What A Difference A Night Makes
Thursday night, the Spurs beat one of the best teams in the league, a Clippers squad which owned them in their previous two contests.
It was especially satisfying to see the Spurs win so decisively, leading by as many 33 points before three quarters had even been completed. The Spurs were sharp and precise on offense, shooting almost 60% for the night and nearly 50% from behind the arc. On every play, with every possession, the Spurs demonstrated why they currently have the best record in the NBA.
Going into Friday night’s game, the Spurs had won five straight and 16 of 17 overall. They looked like a juggernaut rolling into Oakland.
The Warriors, on the other hand, have struggled in February, losing six straight earlier this month. While they seemed like a solid #4 seed in December, lately they’ve played more like a Warriors team fans have come to expect in the post-Mullins, post-Hardaway era: talented, but undisciplined; promising, but disappointing.
And the Warriors’ historical record against the Spurs is one of consistent and predictable ineptitude.
For the first three quarters Friday night, the Spurs looked flat, almost disinterested. I guess you can’t blame them, given the history between the two teams. It probably didn’t help that they were playing in a back-to-back either.
That all changed in the fourth quarter. The Spurs seemed to take control, scoring 13 straight in the first three minutes, thanks in large part to Manu Ginobili’s all-around play (5 points, 3 rebounds, 2 assists in 3:19) and inspired hustle by DeJuan Blair (2 points, 5 rebounds in 3:01) and Patty Mills.
In a game like this, a 13-point lead should have been enough to win. Unfortunately it wasn’t. The Warriors answered with a 13-0 run of their own, and with six minutes to play, the teams were tied at 80.
During the rest of regulation, and for most of overtime, it looked like either team could win. A 107-101 win for the Warriors could easily have gone the other way on any other night.
While it’s not always true with games like these, you can tell a lot about this one from the box score. The Spurs shot 32% (15 of 47) in the first half and 39% overall. The Warriors weren’t much better at 42%, but won the war on the glass (57-50) and dished out more dimes (25-17). Those differences turned out to be enough.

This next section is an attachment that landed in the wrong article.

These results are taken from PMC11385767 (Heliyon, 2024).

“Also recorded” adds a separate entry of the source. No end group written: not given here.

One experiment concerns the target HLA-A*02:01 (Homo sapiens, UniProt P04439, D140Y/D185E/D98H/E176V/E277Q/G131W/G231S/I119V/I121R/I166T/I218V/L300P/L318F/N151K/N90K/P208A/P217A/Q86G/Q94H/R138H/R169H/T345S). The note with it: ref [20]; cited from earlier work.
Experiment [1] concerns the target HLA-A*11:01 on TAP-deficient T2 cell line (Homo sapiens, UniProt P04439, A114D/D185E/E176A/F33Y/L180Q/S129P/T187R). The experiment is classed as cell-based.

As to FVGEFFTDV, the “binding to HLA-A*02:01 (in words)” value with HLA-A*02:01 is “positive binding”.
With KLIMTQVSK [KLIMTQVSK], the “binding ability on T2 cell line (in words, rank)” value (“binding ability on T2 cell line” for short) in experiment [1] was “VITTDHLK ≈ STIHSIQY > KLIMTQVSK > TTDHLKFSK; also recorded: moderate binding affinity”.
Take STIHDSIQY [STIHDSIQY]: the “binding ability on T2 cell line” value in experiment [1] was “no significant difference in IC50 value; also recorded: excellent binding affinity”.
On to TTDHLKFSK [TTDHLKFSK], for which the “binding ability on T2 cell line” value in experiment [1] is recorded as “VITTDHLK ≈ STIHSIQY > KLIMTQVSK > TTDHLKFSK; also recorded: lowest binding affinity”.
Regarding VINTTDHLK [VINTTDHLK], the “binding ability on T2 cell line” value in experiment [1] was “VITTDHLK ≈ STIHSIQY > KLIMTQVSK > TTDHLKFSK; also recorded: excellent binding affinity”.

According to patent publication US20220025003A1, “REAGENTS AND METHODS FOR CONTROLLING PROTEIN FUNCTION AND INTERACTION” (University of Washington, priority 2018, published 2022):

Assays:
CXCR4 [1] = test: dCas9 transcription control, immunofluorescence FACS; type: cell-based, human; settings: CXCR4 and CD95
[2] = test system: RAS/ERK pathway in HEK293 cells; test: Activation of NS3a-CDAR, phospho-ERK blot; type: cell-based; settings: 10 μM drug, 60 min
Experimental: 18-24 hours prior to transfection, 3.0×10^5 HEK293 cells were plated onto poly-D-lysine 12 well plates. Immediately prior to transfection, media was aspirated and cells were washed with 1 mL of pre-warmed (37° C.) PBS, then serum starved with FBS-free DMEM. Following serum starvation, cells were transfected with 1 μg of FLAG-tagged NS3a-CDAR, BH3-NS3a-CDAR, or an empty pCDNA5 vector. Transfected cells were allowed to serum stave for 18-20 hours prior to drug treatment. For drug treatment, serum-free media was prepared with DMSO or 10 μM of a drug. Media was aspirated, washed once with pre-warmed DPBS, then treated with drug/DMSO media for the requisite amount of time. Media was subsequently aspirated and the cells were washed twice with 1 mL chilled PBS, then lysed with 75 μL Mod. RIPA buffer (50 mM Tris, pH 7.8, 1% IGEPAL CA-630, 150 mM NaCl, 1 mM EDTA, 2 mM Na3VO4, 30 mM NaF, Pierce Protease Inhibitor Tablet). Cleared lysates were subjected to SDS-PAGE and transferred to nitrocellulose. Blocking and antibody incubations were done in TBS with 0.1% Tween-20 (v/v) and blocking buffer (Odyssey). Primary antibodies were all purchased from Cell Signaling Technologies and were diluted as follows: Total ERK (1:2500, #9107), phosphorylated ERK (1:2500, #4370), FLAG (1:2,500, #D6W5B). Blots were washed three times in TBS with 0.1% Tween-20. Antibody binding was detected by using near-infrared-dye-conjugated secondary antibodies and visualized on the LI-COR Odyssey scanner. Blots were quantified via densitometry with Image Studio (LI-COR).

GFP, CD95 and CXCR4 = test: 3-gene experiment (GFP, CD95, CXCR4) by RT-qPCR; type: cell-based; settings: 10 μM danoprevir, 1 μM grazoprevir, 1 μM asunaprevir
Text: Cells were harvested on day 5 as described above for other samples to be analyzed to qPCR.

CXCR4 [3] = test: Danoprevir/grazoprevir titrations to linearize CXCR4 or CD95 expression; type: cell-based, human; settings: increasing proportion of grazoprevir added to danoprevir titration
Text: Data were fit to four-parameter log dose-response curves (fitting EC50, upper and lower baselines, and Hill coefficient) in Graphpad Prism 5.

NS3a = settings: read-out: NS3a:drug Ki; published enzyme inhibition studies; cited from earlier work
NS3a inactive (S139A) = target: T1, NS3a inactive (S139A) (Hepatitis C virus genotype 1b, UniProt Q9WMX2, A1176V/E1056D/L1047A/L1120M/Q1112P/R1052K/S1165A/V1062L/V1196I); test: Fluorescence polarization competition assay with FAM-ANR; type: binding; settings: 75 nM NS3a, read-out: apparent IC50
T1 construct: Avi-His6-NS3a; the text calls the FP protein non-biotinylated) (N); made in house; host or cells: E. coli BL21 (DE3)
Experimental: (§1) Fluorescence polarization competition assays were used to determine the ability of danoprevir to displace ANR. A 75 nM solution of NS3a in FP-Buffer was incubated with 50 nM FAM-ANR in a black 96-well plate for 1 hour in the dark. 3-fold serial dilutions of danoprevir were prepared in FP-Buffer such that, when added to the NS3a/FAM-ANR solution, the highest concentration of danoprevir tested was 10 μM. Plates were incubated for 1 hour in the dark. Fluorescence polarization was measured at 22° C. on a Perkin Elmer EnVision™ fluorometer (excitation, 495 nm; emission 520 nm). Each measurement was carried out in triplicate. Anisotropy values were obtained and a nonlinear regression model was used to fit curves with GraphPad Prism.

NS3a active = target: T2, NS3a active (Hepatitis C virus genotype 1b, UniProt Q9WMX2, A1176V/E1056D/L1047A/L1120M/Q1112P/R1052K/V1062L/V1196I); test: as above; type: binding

That being said, let’s give credit to the Warriors where credit is due:
- Klay Thompson put in a solid defensive night against Parker, limiting him to just three assists in 40+ minutes.
- David Lee had his league-leading 35th double-double and NBA-best 20th game with at least 20 points and 10 rebounds, finishing with 25 points and a career-high 22 rebounds.
- Jarrett Jack had his third game with at least 25 points and 10 assists, becoming the first player to go for 30 points and 10 assists off the bench since Magic Johnson in 1996. Jack deserves legitimate consideration to be the NBA’s Sixth Man of the Year.
Even with huge games by David Lee and Jarret Jack, and terrible shooting by the Spurs, the Warriors still barely eeked out a win in overtime. That says a lot about these two teams: when one plays at their best and the other plays at their worst, they’re pretty evenly matched.
Mark Jackson spent most of his post-game remarks praising Coach Pop, Tony Parker, and the Spurs organization. It’s a common refrain we hear from opposing coaches, whether the Spurs win or lose. The Spurs are an enviable franchise, from both a business and a competitive perspective. But listening to remarks like Jackson’s, I often feel sorry for the fans. We Spurs fans have it so good. Our team is competitive year in and year out. Our team wins titles, and in years it doesn’t, its in the running to win. Fans of Golden State and most other NBA teams get tremendous satisfaction from games like tonight’s, when their David knocks off our Goliath. But we all know, most nights Goliath wins.
“It was just a beautiful win for us. We had every opportunity to hang our heads and fold the tent. We had fought a good fight, and for some that would have been enough. For us, we continued to battle and got an incredible win.”
— Mark Jackson, Warriors Head Coach
So while we saw a veteran team, coming off a big win, playing in a building where they hadn’t lost in five years, play pretty lousy for three quarters and end up getting a lot closer to winning than they deserved to, the Warriors coach saw an “incredible win.” And let’s be honest, the Warriors deserved to win as much as the Spurs didn’t deserve to.
Kudos to the Warriors on their “incredible win.” Enjoy it, because on just about any other night, the outcome would have been different.
There are no comments on this entry.
There are no trackbacks on this entry.